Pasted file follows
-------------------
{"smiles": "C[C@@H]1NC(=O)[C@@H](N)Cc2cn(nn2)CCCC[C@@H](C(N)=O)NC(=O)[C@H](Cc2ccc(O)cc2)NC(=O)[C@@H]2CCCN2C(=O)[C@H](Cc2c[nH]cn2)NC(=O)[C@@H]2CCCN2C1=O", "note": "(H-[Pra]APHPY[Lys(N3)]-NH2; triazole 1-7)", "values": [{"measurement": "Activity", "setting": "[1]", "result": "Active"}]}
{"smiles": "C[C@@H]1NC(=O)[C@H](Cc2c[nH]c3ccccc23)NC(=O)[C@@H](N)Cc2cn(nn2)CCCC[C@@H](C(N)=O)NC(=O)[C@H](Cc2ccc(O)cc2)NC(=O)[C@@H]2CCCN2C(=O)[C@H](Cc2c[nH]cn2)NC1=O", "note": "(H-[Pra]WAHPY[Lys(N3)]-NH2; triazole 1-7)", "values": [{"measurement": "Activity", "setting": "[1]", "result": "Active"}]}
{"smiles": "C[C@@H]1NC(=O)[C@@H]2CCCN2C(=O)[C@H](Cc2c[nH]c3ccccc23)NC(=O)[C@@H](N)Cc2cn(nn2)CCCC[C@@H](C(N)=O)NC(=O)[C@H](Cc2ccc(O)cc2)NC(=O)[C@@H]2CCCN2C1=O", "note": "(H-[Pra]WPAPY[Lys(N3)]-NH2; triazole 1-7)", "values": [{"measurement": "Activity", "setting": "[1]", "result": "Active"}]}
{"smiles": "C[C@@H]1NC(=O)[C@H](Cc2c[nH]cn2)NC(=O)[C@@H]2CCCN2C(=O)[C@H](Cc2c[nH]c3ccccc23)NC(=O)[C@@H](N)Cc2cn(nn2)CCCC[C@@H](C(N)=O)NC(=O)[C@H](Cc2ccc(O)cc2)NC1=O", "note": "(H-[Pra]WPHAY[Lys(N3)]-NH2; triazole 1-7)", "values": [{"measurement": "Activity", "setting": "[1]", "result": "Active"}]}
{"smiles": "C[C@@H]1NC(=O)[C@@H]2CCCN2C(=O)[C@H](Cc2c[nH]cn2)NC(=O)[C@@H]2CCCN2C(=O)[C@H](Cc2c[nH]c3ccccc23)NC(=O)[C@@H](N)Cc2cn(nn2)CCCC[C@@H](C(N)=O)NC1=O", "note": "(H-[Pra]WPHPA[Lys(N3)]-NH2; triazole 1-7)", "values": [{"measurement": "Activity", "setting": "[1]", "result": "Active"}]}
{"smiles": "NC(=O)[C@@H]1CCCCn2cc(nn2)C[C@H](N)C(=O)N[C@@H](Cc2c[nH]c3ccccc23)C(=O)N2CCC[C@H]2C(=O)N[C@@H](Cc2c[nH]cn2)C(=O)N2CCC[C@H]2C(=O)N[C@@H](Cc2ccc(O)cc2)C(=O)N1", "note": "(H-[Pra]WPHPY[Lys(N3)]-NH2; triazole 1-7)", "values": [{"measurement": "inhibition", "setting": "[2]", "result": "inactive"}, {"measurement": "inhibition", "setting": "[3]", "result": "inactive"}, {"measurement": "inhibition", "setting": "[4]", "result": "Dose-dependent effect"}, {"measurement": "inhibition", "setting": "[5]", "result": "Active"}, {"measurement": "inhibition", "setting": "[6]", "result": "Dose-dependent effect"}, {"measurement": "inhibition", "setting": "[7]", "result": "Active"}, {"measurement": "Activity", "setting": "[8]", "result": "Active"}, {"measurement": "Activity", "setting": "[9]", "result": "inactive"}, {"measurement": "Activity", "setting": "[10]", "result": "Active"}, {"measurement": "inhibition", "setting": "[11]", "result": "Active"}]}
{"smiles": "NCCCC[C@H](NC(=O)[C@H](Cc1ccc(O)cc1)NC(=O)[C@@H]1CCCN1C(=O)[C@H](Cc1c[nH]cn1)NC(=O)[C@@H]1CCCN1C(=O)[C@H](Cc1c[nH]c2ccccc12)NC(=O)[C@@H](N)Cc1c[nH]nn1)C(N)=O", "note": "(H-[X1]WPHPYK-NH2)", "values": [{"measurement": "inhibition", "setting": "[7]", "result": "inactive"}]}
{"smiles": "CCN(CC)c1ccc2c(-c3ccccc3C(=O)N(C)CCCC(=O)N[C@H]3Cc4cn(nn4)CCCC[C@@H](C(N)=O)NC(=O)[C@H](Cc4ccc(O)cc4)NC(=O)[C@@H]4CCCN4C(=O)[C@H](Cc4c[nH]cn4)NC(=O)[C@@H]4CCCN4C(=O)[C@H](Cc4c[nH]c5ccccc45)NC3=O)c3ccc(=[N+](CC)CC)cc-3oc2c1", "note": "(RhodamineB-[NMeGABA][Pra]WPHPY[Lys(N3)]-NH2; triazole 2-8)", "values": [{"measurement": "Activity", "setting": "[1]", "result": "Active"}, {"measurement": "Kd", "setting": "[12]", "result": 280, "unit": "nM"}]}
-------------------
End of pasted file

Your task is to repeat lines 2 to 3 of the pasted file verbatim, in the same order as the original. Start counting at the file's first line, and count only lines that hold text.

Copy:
{"smiles": "C[C@@H]1NC(=O)[C@H](Cc2c[nH]c3ccccc23)NC(=O)[C@@H](N)Cc2cn(nn2)CCCC[C@@H](C(N)=O)NC(=O)[C@H](Cc2ccc(O)cc2)NC(=O)[C@@H]2CCCN2C(=O)[C@H](Cc2c[nH]cn2)NC1=O", "note": "(H-[Pra]WAHPY[Lys(N3)]-NH2; triazole 1-7)", "values": [{"measurement": "Activity", "setting": "[1]", "result": "Active"}]}
{"smiles": "C[C@@H]1NC(=O)[C@@H]2CCCN2C(=O)[C@H](Cc2c[nH]c3ccccc23)NC(=O)[C@@H](N)Cc2cn(nn2)CCCC[C@@H](C(N)=O)NC(=O)[C@H](Cc2ccc(O)cc2)NC(=O)[C@@H]2CCCN2C1=O", "note": "(H-[Pra]WPAPY[Lys(N3)]-NH2; triazole 1-7)", "values": [{"measurement": "Activity", "setting": "[1]", "result": "Active"}]}